The chief executive of a Michigan tribal economic development firm has been invited to speak as a guest lecturer this week at Harvard University’s prestigious John F. Kennedy School of Government.
Waséyabek Development Company, the economic development and investment arm of the Nottawaseppi Huron Band of Potawatomi Indians (NHBP), said president and CEO Deidra Mitchell will appear as a guest lecturer in a Kennedy School class on Native American nation building. The class is led by Eric Henson, a citizen of Chickasaw nation and a research fellow affiliated with the Harvard Project on American Indian Economic Development.
Mitchell has served as Waséyabek’s top executive since 2016. Under her leadership, the firm has implemented business practices modeled on the Harvard Project, which is oft-cited as one of the most successful approaches to economic development for Tribes.
Mitchell will focus her lecture on best practices that Waséyabek implemented to set a foundation for the company to grow from no revenue in 2017 to $75 million at the close of 2022. The firm’s economic portfolio includes 29 business entities that employ more than 400 people.
“To be recognized for having followed (the Harvard Project) and made it work, then be invited to speak, is a huge honor,” Mitchell told Michigan business publication MiBiz. “I’m a little geeked out about it.”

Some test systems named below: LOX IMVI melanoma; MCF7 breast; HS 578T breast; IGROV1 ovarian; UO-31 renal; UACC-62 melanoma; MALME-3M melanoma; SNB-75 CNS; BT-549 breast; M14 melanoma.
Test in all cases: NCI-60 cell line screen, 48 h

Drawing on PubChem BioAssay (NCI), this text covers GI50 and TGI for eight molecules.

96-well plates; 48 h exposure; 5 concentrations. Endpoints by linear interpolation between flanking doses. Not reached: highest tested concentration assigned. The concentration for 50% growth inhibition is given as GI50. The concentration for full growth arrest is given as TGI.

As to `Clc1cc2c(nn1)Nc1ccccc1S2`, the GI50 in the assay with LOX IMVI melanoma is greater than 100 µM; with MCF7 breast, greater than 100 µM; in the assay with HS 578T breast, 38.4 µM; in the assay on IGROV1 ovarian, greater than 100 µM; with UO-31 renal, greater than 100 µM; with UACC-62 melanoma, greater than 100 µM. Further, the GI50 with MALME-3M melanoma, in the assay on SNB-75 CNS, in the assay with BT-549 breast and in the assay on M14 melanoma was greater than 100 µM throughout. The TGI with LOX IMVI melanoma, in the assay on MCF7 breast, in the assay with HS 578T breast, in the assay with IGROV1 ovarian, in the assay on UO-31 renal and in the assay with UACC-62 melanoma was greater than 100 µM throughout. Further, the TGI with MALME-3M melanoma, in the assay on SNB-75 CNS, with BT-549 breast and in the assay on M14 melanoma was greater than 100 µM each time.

It helps that the practices recommended by the Harvard Project are very consistent with the Tribal teachings of the Nottawaseppi Huron Band of Potawatomi Indians. Waséyabek is benefiting from the principles encouraged by both organizations, Mitchell said in a statement.
“This invitation is a tremendous honor for Deidra and reflects the positive and productive impact she and the (Waséyabek) team have had regarding our Tribe’s economic interests,” Jamie Stuck, NHBP Tribal Council Chair, said in a statement. “When you consider that there are 574 federally-recognized Tribes in the United States and Harvard has chosen a representative from our Tribe’s economic team to present information to their students, well it really speaks to the value that Deidra and her team are bringing to the NHBP Tribal Members and to Indian Country, at large.”